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How to match the right attachment for the proper job
Jill Odom | June 21, 2017
model sk1050 ditch witch pallet fork

The Ditch Witch SK1050 uses a pallet fork attachment to move material around on a job site.
Photo: Ditch Witch

Most landscaping companies get started on the lawn care side of things, as there are always lawns to be mowed and the equipment isn’t too expensive when starting out small.

Yet as they grow and begin to branch in to the design/build side of things, landscape company owners will quickly realize that manual labor can’t do all the jobs, or not as efficiently as they would like, and this is when compact equipment comes in.

However, even after they’ve selected their machinery, either buying or renting, it actually comes down to selecting the proper attachments that will boost their productivity.

“I’d say the most universal attachment is the bucket,” said Chris Thompson, Ditch Witch’s product manager for compact equipment. “It’s so versatile. You can use it to move mulch, earth, sod, paving stones, pretty much everything.”

There are a variety of attachments out there and it can be overwhelming as to which you really need and if one of the attachments you currently have could manage the job.

Aside from the bucket attachment, Thompson suggests investing in a power rake and trencher as power rakes can help with finish work and leveling the soil out while trenchers help with irrigation installations.

Yet it is important to not assume that power rakes can take the place of grader attachments. Graders are also intended for finish work, but they are better for when you need to alter the terrain and provide control over the contour and slope. They are often used when creating golf courses.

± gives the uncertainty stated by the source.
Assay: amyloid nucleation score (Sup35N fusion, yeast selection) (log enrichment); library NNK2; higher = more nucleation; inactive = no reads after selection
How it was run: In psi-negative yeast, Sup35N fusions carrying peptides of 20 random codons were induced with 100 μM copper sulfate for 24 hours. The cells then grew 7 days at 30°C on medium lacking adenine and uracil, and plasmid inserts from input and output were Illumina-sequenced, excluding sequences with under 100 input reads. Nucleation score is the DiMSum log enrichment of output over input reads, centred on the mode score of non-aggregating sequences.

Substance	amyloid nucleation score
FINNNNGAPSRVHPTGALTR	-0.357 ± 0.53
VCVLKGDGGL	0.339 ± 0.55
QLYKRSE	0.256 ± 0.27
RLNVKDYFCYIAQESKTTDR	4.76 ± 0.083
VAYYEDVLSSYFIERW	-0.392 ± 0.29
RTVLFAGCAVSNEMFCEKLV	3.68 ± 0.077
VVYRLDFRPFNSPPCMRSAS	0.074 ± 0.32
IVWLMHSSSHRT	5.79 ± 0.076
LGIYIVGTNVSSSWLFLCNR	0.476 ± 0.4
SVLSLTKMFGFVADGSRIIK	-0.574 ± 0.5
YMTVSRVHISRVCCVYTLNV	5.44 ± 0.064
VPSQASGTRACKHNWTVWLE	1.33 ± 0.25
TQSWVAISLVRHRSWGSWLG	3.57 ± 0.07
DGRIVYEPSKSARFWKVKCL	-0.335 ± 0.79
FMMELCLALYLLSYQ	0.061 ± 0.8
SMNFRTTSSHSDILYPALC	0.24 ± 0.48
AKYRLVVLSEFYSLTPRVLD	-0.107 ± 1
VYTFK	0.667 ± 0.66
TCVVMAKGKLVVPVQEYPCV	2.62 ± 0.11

Power rakes are better for preparing the soil for sod as they are engineered to pulverize, aerate, level and condition the soil. Another popular and useful attachment is the combination bucket, which can handle small dozer work, digging, loading, dumping and leveling.

For those looking to branch into nursery work, tree forks are handy attachment as they can help grasp balled trees and transport them with ease. They’re also helpful on large work sites where large trees and shrubs are being installed.

Augers have a narrower field of use, being good for putting in post holes for fences or digging holes for trees, but they have the power and force needed to cut through stubborn material like rocky soil.

According to Thompson, there has been increased interest in tree grapple attachments, which are adept at moving logs and trees. This allows landscapers to move the whole tree to another space where it can be chopped into smaller pieces instead of having to chop it up first and then use a grapple bucket to remove the brush.

Another trend that is coming up is having skid steer models that are bridging the gap between full size and mini skid steer’s power. Ditch Witch’s SK1550 features a 44-horsepower Tier 4 Yanmar diesel engine and directs 34.5 horsepower to the attachment, allowing it to operate attachments that are usually reserved for full size skid steers.

“Engine horsepower dictates what they can put on the front of the machine,” said Thompson. “With the 1550, you have three different gpm flows for different attachments.”

Matching the attachment to the proper flow rating is important to make sure that you get the greatest productivity out of your machine and attachment.

“If you’re looking for buckets or blades I’d say to make sure that they are heavy duty enough to do the work you’re about to do,” Thompson said. “You want to get the appropriate size and match the attachment to the size of the machine.”

While most attachments are designed to be universal and can work on any brand of equipment, Thompson admits he has a bias of going for the attachments manufactured by the same brand of whatever machine he is using.

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